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Tajudeen Abdul-Raheem

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Celebrating the life of Dr. Tajudeen Abdul-Raheem (1961-2009)

Celebrating the life of Dr. Tajudeen Abdul-Raheem (1961-2009)

http://endpoverty2015.org/english/news/dr-tajudeen-abdul-raheem-1961-2009/25/may/09

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    Tajudeen Abdul-Raheem Tajudeen Abdul-Raheem Presentation Transcript

    • Dr. Tajudeen Abdul-Raheem (1961-2009) 1
    • Introduction DR. TAJUDEEN ABDUL-RAHEEM – THE ULTIMATE AFRICAN It is that combination of a scintillating mind, endearing nature and spotless integrity that made A small tribute to a big visionary him a formidable force for good, raising the most difficult questions in a refreshingly different manner, offering lucid alternatives and speaking truth to power like almost nobody could. I sus- If we were to include everything that Taju himself wrote or has been written about him, this pect some of his courage of conviction came from his being a man of Islamic faith, but like ev- would be a publication that would run into hundreds of pages. We have therefore restricted this erything else he carried his faith lightly and worked vigorously with people of all persuasions. collection to a small scrapbook which simply gives a flavor of the vibrancy of the life and work of Taju’s legacy lives on in so many ideas, institutions and processes that he triggered, and of Taju. This is but a small sample of his newspaper articles picked from his vast collection of writ- course with his immediate family Ayesha, Aida and Mounira, and his countless friends, admirers ings, a sprinkling of the thousands of messages from friends, colleagues and well-wishers and a and disciples. Together we commit ourselves to keep the torch burning, to redouble our efforts very limited selection of Taju’s pictures and quotes. The different pieces we have included are to protect and promote the rights of the poor in Africa and beyond, and to continue Taju’s tire- an eloquent testimony to the massive contribution that Taju made to fighting poverty and real- less fight for economic, political and social justice. izing the Millennium Development Goals for the people of Africa. As Taju would always tell us: Don’t agonise, organize! On my part, I had often wondered how it could be possible that every single African and friends of Africa I have encountered, in any part of the continent and outside, always knew of Taju. Salil Shetty Reading the endless flow of articles on the internet and in the press about Taju in the last month, Director, U.N Millennium Campaign the answer has become crystal clear to me. If you have ever come across Taju, even if only for a few minutes, that memory would stay with you forever. Through his writings and speeches, for the majority of his ever-growing legion of admirers and disciples, he had one of the biggest and broadest minds in contemporary Africa. His incisive intellect and cutting polemic always came with gritty home truths. As has been said of another great revolutionary educationalist Ivan Illich, his ideological opponents would obviously disagree with him, but nobody, simply nobody, could ever ignore him. Of course, for those of us who had the good fortune of knowing Taju, the bigness of his mind was overshadowed by the largeness of his heart. With Taju, nothing happened in small quantities, everything, from his laugh to his love, was big and giving and always from deep inside. Taju embraced everybody he met, literally and figuratively, and showered them with his generosity of ideas and affection. I don’t know how he did it, but he always had time for everybody, even more so with young people. 1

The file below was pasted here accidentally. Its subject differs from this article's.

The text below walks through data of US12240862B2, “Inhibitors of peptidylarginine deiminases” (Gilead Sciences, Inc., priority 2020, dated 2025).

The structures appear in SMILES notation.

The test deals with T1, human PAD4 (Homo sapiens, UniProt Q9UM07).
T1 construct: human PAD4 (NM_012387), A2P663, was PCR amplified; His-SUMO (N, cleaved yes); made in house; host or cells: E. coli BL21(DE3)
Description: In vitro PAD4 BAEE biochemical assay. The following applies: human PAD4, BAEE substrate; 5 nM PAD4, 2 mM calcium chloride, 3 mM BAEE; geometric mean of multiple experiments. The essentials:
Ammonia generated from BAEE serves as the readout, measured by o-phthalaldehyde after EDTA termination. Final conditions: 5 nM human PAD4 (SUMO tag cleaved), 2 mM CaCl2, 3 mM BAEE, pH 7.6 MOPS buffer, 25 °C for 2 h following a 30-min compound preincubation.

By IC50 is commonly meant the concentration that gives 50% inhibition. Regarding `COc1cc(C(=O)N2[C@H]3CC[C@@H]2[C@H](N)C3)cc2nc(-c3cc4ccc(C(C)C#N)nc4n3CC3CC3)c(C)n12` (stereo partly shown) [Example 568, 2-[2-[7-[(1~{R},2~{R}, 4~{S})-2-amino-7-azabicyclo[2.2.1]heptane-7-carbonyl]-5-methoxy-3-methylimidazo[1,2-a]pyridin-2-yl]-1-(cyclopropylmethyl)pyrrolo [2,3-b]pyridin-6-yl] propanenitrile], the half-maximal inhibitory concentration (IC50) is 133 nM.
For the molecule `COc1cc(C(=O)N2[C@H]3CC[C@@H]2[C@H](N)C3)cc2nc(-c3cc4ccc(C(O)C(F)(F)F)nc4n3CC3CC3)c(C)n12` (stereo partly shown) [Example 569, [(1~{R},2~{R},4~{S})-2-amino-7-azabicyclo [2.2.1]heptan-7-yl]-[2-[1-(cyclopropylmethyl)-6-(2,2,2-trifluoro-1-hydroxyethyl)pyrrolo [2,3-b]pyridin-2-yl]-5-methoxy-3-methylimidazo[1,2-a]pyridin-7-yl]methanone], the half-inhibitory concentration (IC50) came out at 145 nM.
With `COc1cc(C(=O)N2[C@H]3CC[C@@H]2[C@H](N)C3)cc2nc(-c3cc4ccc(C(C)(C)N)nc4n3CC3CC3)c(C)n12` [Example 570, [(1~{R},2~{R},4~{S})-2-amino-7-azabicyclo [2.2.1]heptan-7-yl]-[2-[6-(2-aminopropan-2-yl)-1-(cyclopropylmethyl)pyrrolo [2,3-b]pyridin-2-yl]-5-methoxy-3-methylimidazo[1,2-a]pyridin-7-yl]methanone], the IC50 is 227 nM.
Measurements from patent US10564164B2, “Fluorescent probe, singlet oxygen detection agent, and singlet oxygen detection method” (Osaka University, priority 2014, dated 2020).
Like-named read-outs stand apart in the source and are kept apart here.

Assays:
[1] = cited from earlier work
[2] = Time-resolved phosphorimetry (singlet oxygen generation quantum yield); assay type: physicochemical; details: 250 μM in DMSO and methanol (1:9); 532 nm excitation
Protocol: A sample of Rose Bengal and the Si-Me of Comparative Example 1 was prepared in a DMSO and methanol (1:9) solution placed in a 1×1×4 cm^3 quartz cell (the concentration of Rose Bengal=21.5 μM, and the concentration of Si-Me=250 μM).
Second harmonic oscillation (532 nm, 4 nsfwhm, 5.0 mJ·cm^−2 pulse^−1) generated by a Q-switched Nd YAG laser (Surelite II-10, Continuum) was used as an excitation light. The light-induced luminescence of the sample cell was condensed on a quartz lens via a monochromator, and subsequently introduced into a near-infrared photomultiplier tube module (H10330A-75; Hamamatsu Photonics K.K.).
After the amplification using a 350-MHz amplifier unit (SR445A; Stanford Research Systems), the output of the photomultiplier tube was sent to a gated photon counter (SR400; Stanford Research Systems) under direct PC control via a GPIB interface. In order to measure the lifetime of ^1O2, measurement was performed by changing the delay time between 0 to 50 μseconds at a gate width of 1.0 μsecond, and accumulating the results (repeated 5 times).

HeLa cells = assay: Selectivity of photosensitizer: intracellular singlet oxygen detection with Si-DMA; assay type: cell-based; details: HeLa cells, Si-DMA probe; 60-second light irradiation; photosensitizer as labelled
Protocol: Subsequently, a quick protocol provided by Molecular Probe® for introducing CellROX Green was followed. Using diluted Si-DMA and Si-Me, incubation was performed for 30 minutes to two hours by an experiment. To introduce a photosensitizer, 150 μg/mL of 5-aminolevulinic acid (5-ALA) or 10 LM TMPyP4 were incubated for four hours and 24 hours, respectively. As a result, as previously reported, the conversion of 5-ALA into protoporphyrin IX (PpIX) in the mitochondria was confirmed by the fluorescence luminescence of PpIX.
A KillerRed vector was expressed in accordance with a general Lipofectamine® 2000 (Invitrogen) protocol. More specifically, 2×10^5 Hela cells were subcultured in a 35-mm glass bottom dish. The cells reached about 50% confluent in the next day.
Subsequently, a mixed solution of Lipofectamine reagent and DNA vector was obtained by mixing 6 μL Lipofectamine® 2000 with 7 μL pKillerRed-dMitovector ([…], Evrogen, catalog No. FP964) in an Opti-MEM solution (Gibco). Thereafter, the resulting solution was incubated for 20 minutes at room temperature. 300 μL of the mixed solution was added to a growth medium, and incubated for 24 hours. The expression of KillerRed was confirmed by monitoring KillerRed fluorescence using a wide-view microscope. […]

• 2
    • EMAIL FROM MARY ROBINSON My colleagues and I at Realizing Rights were shocked and dismayed at the tragic and untimely death of Africa’s great champion Taju. I know that you and many others feel quite devastated but I also hope you feel a true sense of pride in how many people have been touched by him and share that sense of loss. Please include us in deep condolences to his family and keep us informed of any way in which he may be commemorated. Again with deep sympathy, Mary Robinson EMAIL FROM HELLEN CLARK I know that this must be a difficult moment for the Millennium Campaign team, having to deal with this terrible loss. Please accept my sincere condolences for you and your colleagues. I hope that, in this tough time, Dr. Raheem’s legacy will serve as an inspiration to carry on his very important work in support of achieving the MDGs in Africa Helen Clark UNDP Administrator 3